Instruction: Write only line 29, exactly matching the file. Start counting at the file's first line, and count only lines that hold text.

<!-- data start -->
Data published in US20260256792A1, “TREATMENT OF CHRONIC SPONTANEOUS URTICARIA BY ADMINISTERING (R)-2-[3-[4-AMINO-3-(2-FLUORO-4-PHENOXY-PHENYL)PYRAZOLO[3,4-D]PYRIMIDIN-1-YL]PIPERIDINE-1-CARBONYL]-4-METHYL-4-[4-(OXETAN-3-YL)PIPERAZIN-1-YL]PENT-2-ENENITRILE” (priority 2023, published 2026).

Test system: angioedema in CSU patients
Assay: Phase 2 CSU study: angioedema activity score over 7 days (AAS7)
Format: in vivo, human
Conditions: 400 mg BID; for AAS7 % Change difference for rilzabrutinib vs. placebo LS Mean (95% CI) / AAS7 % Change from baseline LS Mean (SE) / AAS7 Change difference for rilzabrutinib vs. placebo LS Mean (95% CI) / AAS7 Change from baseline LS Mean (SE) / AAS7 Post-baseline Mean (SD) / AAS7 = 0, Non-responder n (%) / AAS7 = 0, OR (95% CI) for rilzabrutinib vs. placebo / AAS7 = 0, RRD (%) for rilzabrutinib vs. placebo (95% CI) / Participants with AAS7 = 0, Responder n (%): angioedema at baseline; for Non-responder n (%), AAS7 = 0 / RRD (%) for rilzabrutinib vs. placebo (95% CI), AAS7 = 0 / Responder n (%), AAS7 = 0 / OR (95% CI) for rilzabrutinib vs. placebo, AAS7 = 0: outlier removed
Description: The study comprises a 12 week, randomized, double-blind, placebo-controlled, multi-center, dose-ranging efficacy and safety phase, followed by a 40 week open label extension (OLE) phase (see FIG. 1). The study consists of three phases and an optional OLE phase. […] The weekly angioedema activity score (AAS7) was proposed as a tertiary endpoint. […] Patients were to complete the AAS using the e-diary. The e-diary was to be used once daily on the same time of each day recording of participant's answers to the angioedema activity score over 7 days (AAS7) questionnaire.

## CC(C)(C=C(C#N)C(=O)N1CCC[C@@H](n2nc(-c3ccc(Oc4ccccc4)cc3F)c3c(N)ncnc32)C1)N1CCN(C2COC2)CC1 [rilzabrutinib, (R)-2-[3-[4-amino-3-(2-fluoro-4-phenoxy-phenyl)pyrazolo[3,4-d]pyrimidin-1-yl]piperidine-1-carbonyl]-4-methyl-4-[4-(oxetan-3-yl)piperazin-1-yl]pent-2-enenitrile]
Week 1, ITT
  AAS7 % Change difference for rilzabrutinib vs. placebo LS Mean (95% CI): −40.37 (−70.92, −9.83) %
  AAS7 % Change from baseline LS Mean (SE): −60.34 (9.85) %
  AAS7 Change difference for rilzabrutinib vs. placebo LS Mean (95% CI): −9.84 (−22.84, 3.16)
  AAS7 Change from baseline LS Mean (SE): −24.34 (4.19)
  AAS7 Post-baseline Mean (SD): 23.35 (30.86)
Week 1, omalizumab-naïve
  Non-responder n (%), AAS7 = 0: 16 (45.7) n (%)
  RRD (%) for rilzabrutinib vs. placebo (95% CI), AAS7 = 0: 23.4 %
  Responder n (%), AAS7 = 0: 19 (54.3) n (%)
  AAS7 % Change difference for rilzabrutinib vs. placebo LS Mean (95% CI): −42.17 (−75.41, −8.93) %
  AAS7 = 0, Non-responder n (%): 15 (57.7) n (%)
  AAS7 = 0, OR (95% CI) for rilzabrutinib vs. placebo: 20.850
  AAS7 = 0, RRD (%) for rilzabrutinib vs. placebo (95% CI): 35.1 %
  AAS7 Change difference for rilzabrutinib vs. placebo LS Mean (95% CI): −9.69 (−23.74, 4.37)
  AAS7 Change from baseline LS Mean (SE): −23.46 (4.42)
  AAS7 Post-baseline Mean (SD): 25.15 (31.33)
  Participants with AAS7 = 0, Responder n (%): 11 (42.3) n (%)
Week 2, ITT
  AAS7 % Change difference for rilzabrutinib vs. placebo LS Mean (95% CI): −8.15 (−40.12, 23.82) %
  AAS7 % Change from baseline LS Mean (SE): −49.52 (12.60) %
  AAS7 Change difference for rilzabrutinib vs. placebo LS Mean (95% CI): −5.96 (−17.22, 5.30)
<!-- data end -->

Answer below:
  AAS7 Change difference for rilzabrutinib vs. placebo LS Mean (95% CI): −5.96 (−17.22, 5.30)